What We Heard Report
A Public Consultation on Medical Assistance in Dying (MAID)
This report is also available in a simplified, accessible version.
MAID became legal in Canada in June 2016. Canada's Criminal Code now exempts doctors and nurse practitioners who provide, or help to provide, MAID.
"Medical assistance in dying" includes:
- the use of medication by a physician or nurse practitioner to directly cause a person's death at their request
- the prescription or provision of medication by a physician or nurse practitioner that a person can use to cause their own death
The law currently sets out eligibility criteria for those who wish to apply for MAID. It also sets out safeguards that doctors and nurse practitioners must follow before providing MAID, in particular to make sure that the patient requesting MAID is fully informed and has given their consent freely.
Visit the Government of Canada's medical assistance in dying webpage for more information on:
- Eligibility criteria
- Process for obtaining MAID
- Roles of the provinces and territories
- How Health Canada monitors and reports on MAID
- Independent reviews
- How Health Canada supports palliative and end-of-life care
Evolution of MAID in Canada
The MAID legislation (former Bill C-14), enacted in 2016, created an end-of-life MAID regime. Its core policy was to give Canadians who were suffering intolerably during the dying process, the choice to have a medically assisted death.
Following the enactment of the MAID legislation, the Government of Canada asked the Council of Canadian Academies (CCA) to study three complex issues: requests for MAID by mature minors, advance requests, and requests where mental illness is the sole underlying medical condition. The reports and a summary are available on the CCA's website.
The 2016 MAID legislation required the creation of a monitoring regime. Regulations setting out what information practitioners are required to provide in relation to a MAID written request came into effect in November 2018. A first report of the federal monitoring regime data is expected in spring 2020. In the meantime, Health Canada has published four interim reports based on data provided voluntarily by the provinces and territories. All are available on Health Canada's website.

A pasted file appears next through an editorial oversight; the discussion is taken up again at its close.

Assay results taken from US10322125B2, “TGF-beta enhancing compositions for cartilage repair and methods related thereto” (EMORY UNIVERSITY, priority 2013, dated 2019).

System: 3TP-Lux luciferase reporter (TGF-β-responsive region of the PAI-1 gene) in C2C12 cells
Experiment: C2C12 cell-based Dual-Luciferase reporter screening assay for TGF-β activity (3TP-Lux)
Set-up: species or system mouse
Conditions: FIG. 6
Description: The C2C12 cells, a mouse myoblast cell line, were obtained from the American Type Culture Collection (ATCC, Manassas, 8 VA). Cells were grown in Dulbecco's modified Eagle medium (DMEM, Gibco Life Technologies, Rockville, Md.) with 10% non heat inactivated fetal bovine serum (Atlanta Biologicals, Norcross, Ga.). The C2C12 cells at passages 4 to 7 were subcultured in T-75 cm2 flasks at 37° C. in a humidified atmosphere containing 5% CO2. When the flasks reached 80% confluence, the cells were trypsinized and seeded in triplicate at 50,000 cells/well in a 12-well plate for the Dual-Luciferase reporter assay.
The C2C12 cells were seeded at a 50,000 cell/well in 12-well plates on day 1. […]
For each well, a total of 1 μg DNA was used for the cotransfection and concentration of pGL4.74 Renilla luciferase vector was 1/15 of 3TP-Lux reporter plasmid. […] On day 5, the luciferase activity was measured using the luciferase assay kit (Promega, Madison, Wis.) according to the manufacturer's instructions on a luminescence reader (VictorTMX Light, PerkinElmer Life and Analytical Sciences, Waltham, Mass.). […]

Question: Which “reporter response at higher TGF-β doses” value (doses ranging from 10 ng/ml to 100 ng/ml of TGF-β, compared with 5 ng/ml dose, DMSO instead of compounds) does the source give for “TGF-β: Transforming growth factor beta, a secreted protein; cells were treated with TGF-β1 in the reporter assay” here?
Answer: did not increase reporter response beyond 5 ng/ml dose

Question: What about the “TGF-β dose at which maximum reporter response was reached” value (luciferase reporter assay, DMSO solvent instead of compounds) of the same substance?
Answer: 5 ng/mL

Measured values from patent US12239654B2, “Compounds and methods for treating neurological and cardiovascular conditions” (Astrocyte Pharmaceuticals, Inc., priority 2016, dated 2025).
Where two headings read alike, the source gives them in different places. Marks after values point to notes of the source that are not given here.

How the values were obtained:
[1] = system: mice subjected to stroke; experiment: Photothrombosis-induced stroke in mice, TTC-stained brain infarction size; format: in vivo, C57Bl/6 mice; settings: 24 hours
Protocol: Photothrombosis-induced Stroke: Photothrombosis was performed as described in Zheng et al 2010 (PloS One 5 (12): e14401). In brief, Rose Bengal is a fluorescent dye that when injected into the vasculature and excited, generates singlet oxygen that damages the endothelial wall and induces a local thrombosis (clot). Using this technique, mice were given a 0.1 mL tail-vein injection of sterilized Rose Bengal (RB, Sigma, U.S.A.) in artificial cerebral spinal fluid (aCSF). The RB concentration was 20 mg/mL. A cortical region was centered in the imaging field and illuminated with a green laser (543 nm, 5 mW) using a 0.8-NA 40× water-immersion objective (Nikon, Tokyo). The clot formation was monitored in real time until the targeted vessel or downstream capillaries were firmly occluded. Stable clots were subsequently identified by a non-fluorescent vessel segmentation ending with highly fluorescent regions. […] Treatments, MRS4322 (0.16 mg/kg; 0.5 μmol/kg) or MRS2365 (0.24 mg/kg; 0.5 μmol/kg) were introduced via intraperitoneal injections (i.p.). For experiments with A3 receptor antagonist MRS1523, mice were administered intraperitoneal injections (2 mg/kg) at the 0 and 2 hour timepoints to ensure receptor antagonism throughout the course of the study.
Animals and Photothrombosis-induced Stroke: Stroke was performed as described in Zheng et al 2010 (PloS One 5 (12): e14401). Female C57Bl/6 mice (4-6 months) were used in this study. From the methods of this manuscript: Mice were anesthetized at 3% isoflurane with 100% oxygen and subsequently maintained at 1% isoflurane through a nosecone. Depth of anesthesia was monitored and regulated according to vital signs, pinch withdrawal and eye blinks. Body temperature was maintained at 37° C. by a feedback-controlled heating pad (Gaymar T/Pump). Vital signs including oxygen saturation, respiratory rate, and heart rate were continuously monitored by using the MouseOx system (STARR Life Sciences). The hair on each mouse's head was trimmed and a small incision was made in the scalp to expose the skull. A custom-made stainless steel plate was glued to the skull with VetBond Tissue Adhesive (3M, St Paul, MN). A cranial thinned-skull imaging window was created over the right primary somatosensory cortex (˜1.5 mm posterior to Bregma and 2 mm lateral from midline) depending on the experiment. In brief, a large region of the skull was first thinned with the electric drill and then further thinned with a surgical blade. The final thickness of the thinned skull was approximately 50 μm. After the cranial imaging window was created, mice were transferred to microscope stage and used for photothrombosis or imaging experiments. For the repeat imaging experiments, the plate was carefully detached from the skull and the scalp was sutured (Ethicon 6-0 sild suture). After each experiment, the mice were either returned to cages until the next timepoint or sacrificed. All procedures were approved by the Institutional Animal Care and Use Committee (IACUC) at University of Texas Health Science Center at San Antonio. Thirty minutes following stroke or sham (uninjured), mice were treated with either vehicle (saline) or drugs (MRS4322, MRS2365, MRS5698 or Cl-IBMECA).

As legalizing MAID was a significant step for Canada, the 2016 MAID legislation also required a parliamentary review of the law five years after it was passed. This review will provide the opportunity to hear from Canadians about how MAID is working, and to see if any changes should be made. It is expected that this review will start in 2020.
Finally, since the enactment of the MAID legislation, litigation challenging the MAID regime was initiated in British Columbia, Ontario, Quebec and Saskatchewan. The British Columbia (Lamb) and Quebec (Truchon) cases challenged the MAID law on the basis that its eligibility criteria violated the Canadian Charter of Rights and Freedoms because they were too restrictive. The Ontario (Foley) and Saskatchewan (Katzenback) cases also allege that the MAID law violates the Charter, but on the basis that its safeguards are insufficient to protect Canadians who are offered MAID instead of adequate support services and other means to relieve suffering.
Context and objectives of the consultations
On September 11, 2019, the Superior Court of Québec found that it was unconstitutional to limit access to MAID to people nearing the end of life (Truchon v. Attorney General of Canada). The case was brought by two persons living with disabilities, Mr. Truchon, who has lived with cerebral palsy since birth, and Ms. Gladu, who lives with paralysis and severe scoliosis as a result of poliomyelitis.
Practitioners who assessed them were of the view that they met all eligibility criteria for MAID, with the exception of nearing the end of life. The court declared the "reasonable foreseeability of natural death" criterion in the federal Criminal Code, as well as the "end-of-life" criterion in Quebec's provincial law on medical assistance in dying, to be unconstitutional.
While this ruling only applies in the province of Quebec, the Government of Canada has accepted the ruling and has committed to changing the MAID law for the whole country. This means that the MAID law will change from a regime that aims to enable people to have a peaceful death rather than a painful or prolonged dying process, to a regime that offers the choice of MAID to relieve intolerable suffering, regardless of proximity to natural death.
In light of the Government's decision to change Canada's MAID regime and to inform the way forward, these consultations sought Canadians' views on the need for additional safeguards in a regime that will no longer be limited to dying persons, and on advance requests for MAID.
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